The first thing any pilot using the Betaflight firmware should learn is how to do a settings backup. For ARF quadcopters, this is critical to capture any important settings changes the manufacturers have made over the Betaflight defaults to get the quadcopter to fly. It is also a good idea to do a backup any time you install a Betaflight update. These updates sometimes wipe your settings, so a backup will be your only way to recover your quadcopter to the way it was flying before. It can also save you hours of frustration attempting to figure out what setting changes caused unwanted flight behavior.

The Built-in Betaflight Backup & Restore

If you’ve spent any time in Betaflight Configurator, you’ve likely noticed the “Backup” and “Restore” buttons on the main Setup page:

Betaflight setup page

DO NOT RELY ON THESE BUTTONS!

Here’s the thing about these buttons though: they don’t work. Betaflight has been under intense software development over the last two years, and the developers simply have forgotten to make sure that the built-in “Backup” and “Restore” work with all the new features they have been adding. In my experience, these buttons only reliably restore basic PID settings, serial port info and rates. Some notable things they do not save are:

  1. Filter settings
  2. Resource maps
  3. Software serial port settings
  4. OSD settings
  5. Pretty much any new Betaflight feature (AIRMODE, ANTIGRAVITY, SOFTSERIAL, etc..)

For this reason, the best way to back-up and restore Betaflight settings is using the CLI tab. Don’t worry – it’s not too difficult!

How to Backup Betaflight Using the CLI

Generating a backup using the CLI has been made simple. Go to the “CLI” tab of Betaflight Configurator and type your command (generally “diff” — described in more detail below). Hit Enter and you should see a wall of text getting outputted in the console. Click “Save to file” to save your backup.

CLI diff

There are two commands you can use to backup Betaflight: diff and dump. For most users, we recommend you use diff. Both commands are described below.

Backing up Betaflight With diff

The diff command looks at all of the possible Betaflight settings and compares them with the default settings for your flight controller. It will only print the settings that have changed to the console. This makes for a nice, small output file that is easy to audit if/when it comes time to use it for a restore. It is also often much easier to use when you are looking for settings that may be causing trouble.

Backing up Betaflight with dump

The dump command is the hail-mary of backups. It simply prints out every possible Betaflight setting and what value is assigned to it. We don’t like it for backups because some settings are intentionally changed by the developers between Betaflight releases. If you only backup and restore CLI dumps, you won’t be getting these changes. At best, this will make your quadcopter miss out on a cool new feature or improvement – at worst, it won’t fly at all.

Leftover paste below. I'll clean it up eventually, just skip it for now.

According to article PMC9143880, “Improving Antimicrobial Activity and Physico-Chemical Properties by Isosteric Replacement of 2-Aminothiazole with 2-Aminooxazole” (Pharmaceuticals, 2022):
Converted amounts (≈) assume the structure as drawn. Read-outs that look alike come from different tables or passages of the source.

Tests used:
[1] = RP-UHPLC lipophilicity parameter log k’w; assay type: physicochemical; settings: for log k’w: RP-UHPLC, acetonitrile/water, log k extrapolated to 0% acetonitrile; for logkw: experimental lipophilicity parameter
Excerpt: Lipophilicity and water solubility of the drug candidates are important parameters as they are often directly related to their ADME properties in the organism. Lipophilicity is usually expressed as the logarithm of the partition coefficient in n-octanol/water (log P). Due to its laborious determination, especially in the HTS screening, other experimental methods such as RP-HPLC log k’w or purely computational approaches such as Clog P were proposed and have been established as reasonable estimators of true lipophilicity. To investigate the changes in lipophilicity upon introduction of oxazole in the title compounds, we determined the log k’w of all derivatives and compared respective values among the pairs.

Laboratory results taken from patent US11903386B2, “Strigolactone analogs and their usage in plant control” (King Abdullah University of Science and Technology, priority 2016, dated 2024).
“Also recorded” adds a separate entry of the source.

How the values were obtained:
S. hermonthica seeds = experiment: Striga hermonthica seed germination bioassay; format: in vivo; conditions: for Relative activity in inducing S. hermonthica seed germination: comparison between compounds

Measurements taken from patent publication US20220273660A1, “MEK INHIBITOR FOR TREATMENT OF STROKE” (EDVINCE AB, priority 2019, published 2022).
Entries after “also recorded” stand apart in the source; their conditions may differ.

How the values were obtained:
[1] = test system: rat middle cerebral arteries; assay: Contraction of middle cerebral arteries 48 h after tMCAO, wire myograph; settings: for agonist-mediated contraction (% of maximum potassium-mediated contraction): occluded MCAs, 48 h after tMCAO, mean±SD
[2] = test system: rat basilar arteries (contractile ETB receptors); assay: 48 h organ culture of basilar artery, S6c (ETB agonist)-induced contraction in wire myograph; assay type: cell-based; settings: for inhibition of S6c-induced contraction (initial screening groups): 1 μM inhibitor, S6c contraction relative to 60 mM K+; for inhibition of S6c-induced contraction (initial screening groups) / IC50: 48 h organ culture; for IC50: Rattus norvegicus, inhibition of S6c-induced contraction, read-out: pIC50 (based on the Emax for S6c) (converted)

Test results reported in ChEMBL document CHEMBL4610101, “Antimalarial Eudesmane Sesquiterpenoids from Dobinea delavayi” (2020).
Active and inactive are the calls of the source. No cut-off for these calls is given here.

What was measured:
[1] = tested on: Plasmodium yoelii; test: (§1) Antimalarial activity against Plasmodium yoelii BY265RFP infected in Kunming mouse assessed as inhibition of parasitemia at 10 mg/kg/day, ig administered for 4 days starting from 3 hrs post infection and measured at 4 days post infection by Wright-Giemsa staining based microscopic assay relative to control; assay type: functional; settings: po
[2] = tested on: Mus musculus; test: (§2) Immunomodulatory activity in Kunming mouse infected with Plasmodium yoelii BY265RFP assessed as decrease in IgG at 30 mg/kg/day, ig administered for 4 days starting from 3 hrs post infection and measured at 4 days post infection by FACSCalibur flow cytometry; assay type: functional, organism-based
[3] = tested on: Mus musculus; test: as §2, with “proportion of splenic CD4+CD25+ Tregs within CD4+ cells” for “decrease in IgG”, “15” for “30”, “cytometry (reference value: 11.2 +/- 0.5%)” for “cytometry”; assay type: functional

Dump is useful for some things, though. If your quadcopter was working in Betaflight 3.2 but stopped working in 3.3, you can find out what settings the developers changed which may have caused that using the dump command. It is also useful for finding a particular setting when you don’t know its name.

How to Restore a Betaflight Backup

CLI backups must be restored using the CLI. This process is described below, but first you must understand some of the caveats of restoring a backup.

Audit Your Backup Files Before You Restore!

CLI backups can be opened in a standard text editor:

CLI diff text file

Depending on what your intent is, you may not want to restore every single setting you backed up. For example, if you updated your Betaflight firmware to a new version, changes to the PID algorithm and software filters may mean that it’s a good idea to start at the default PID settings and re-tune your quadcopter. Similarly, the way RC rates work occasionally changes, and you may want to review your own rates.

On the other hand, if you are restoring Betaflight to the exact configuration it was previously working in, you should just do a blanket-restore of all settings. Just make sure you are using the same version of Betaflight. The version will be in the top of your back-up file.

To audit which features you restore, go through the backup file using a text editor. Take a good look at each feature and try to figure out how/why it was changed. Descriptions for most settings can be found with a quick Google search. As was mentioned above, consider removing any changes to the PID or filter settings when doing a restore on a new version of Betaflight – chances are you are going to need to re-tune your quadcopter anyways: you might as well start somewhere that worked well for the developers.

Performing the Betaflight CLI Restore

Once you’ve decided what settings you want to restore, just paste them directly from the backup file into the CLI text box. You can paste multiple lines at once. Hit enter to execute all the commands you have entered. Finally, enter “Save” to apply the settings to your flight controller:

CLI restore

This will automatically reboot the flight controller and send you back to the home screen. Browse through the various set-up tabs to verify that all your settings were restored.

Here is a video version on how to create a Betaflight backup:

 

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